Undermining Small Business Confidence
Our founder earned clients a 23% average annual return over five years as a stock analyst on Wall Street. "The Greek" has written for institutional newsletters, Businessweek, Real Money, Seeking Alpha and others, while also appearing across TV and radio. While writing for Wall Street Greek, Mr. Kaminis presciently warned of the financial crisis.
Relative tickers: NYSE: SLY, NYSE: VB, NYSE: VBK, NYSE: VBR, NYSE: VIOO, Nasdaq: SCLP, NYSE: PZI and NYSE: WMCR.
The popular spin on confidence today will be centered around the positives, including the month’s height against its 2007 grounding. That fact will overshadow the truth about its sitting lower than last February, and potentially following the trend of last year, where early gains were undermined. Last year, we saw mostly fear driven decline, though followed by some setback in economic activity. Certainly those same two factors should come into play again this year, given Europe’s self-deprecation and the battle fleet sitting offshore of the tinderbox of Iran.
Any fluffing of the data will certainly not be the fault of the NFIB’s Chief Economist, Bill Dunkelberg, the guy who probably doesn’t remember giving me my undergraduate business degree at Temple University. His view has been wisely tempered throughout the recovery, properly reflecting the cautious mood of the group of typically optimistic entrepreneurs. This month, he noted the “wildcard” that gasoline prices play in the vulnerable small business marketplace. Of course, the last few months climb in petroleum distillates would be dwarfed by what would follow any engagement of Iran in battle. Considering that all the guys opposing President Obama, save Ron Paul, already have their hands on the trigger, concern is well-placed. Yet, it might be better suited today, as wars tend to start in surprising fashion, and big guns already sit with targets set upon one-another.
You might want to note that the details of the survey are anything but enthusing. Some 22% of small business owners, the same number as was reported in January, said their biggest problem was “poor sales” in February. Take note as well that more small businesses reported declining sales than reported rising sales in February. Considering the seminal importance of the core issue, you might want to restrain your natural inclination to tout the four-tenths gain and refrain from your long bets for the long-term. That said, generally speaking over the long-term and under normal business conditions, I would expect more small businesses to fail than to survive, and the survivors to provide more than enough economic value to compensate.
Capital expenditures were up again, but remain near historical lows. What’s worse is that few business operators view today as a good time to expand. Not enough of them have real plans to expand in a significant way either. There’s a good reason for that I suppose; the number of small business owners expecting better business conditions in six months sits in negative territory. While a significant portion of that figure is certainly determined by business expectations, it’s also affected by other factors. Those cited most by small businessmen were taxes and regulation. Surprisingly, credit access was not a central issue. Washington seems to finally be taking notice, with less emphasis on Federal Reserve actions and increasingly more attention upon fair trade and business incentives. Presidential elections tend to focus the attention of public servants well…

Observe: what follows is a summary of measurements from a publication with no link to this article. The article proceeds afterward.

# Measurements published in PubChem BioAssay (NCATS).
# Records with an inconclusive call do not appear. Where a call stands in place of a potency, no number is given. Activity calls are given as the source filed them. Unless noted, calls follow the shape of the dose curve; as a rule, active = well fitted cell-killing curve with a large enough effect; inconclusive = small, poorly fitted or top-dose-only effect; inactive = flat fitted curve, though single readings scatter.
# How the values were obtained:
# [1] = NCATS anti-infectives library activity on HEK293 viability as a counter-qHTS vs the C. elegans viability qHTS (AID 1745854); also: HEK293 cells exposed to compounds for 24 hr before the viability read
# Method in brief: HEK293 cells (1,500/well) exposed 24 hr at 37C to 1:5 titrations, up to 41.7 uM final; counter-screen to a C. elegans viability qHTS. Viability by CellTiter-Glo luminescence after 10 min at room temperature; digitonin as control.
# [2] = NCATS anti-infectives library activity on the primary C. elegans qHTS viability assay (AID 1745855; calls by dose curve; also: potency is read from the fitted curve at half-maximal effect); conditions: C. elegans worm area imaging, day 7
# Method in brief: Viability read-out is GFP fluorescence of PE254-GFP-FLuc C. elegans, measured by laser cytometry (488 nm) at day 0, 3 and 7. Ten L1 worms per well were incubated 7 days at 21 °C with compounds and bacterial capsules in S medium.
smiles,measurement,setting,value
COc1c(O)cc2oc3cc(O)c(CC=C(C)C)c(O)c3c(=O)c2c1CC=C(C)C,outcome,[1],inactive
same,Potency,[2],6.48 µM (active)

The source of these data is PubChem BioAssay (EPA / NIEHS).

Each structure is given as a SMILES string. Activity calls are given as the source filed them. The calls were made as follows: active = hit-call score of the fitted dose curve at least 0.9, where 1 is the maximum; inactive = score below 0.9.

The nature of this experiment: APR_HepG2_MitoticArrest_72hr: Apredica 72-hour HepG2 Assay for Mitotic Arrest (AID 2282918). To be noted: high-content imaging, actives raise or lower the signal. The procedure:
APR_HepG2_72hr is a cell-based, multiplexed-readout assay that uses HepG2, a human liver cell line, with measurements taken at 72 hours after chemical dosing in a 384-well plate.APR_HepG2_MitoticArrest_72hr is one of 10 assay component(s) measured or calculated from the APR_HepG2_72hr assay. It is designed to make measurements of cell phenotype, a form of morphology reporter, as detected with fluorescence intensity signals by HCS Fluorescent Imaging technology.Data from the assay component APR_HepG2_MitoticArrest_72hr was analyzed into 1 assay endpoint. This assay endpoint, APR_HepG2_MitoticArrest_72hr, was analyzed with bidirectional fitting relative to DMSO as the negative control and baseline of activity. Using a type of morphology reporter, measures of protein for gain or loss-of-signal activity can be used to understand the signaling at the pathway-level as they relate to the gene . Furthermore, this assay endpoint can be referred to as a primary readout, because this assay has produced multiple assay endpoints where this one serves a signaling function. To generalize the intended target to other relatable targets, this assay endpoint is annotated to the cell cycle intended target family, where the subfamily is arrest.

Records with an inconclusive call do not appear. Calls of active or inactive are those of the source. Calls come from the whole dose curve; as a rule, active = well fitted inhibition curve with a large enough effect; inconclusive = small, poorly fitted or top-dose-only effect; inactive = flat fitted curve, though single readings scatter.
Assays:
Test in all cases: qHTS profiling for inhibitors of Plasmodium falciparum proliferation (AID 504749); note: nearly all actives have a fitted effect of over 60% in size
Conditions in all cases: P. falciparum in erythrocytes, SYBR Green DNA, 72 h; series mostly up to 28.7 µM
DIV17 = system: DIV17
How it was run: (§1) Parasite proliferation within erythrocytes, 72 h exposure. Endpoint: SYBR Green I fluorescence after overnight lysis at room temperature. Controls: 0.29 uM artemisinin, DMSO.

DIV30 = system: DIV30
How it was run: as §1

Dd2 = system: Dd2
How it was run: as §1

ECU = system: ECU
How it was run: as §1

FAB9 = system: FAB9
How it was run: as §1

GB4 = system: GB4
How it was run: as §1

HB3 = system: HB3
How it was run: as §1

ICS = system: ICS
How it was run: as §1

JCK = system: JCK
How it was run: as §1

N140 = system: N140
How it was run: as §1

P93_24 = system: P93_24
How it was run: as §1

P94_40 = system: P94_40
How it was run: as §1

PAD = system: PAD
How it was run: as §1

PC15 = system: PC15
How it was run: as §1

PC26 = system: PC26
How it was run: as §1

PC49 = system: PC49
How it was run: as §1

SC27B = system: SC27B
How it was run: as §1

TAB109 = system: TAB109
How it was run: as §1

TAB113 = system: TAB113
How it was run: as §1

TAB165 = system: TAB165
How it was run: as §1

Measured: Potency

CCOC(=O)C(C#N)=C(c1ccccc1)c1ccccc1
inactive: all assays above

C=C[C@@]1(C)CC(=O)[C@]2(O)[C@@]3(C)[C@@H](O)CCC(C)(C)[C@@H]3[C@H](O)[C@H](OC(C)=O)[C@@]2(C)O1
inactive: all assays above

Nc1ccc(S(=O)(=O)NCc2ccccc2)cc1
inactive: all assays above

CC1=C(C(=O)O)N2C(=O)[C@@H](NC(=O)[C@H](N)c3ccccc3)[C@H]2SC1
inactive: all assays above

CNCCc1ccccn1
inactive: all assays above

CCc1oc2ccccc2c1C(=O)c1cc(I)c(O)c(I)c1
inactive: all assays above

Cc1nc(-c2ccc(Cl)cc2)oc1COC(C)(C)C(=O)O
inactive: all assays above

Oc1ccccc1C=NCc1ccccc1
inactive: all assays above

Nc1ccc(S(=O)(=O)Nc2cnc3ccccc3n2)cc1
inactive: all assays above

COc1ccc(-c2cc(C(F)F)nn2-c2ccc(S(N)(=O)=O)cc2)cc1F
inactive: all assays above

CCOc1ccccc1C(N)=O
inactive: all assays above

While job creation was up in February and over the last three months, plans to increase hiring in the future fell off among the nation’s smaller businesses. A greater net of employees were added, yes, but on a greater increase in employees at a smaller number of firms than cut at a greater number of firms. That was generally consistent with the latest improving trends in the government’s employment data. However, what’s more important, and we paraphrase Eddie Murphy, is what employers have done for us lately. In this case, I mean the near future.
The latest economic data out of Europe, save perhaps today’s investor confidence improvement in Germany where the stink of the PIIGS has yet to really bite, has been generally deteriorating. Can you believe it, austerity (read starvation and blood-letting) isn’t working? The problem for us, save compassionate hearts should they still exist, is that we sell roughly 20% of our exports into Europe and that Europe buys a bunch of stuff from all over the world. The entangled global marketplace is therefore at risk of noticing European strife, and that’s before a Lehman like event could drive swift striking crisis. So the latest tiny gains in small businesses are not impressive and stand at high risk of being undermined.
The market was off to a solid start despite the mediocre small business report Tuesday, instead taking its lead from February’s Retail Sales data, which while only showing in-line numbers, still rose 0.6% ex-gasoline and autos. The SPDR Dow Jones Industrial Average ETF (NYSE: DIA), SPDR S&P 500 (NYSE: SPY) and PowerShares QQQ Trust (Nasdaq: QQQ) were each up about a half point at the start of trading on that driver. Even the SPDR S&P 600 Small Cap ETF (NYSE: SLY), which you might expect to better reflect the small business view, was up a half point. That said, I think the omen seen in the expectations of small businessmen will be considered increasingly, and seen in data to come.
This article should interest investors in small cap stock securities like the SPDR S&P 600 Small Cap ETF (NYSE: SLY), Vanguard Small Cap ETF (NYSE: VB), Vanguard Small-Cap Growth ETF (NYSE: VBK), Vanguard Small-Cap Value ETF (NYSE: VBR), Vanguard S&P Small Cap 600 Index ETF (NYSE: VIOO), Russell Small Cap Low P/E ETF (Nasdaq: SCLP), PowerShares Zacks Micro Cap ETF (NYSE: PZI) and Wilshire Micro-Cap ETF (NYSE: WMCR).
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